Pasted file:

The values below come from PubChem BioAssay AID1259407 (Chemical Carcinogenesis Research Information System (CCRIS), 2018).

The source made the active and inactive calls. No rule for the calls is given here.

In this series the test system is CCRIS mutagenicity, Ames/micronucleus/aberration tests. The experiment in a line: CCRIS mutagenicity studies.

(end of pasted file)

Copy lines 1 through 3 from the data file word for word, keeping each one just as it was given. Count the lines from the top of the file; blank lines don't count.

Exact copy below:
The values below come from PubChem BioAssay AID1259407 (Chemical Carcinogenesis Research Information System (CCRIS), 2018).

The source made the active and inactive calls. No rule for the calls is given here.

In this series the test system is CCRIS mutagenicity, Ames/micronucleus/aberration tests. The experiment in a line: CCRIS mutagenicity studies.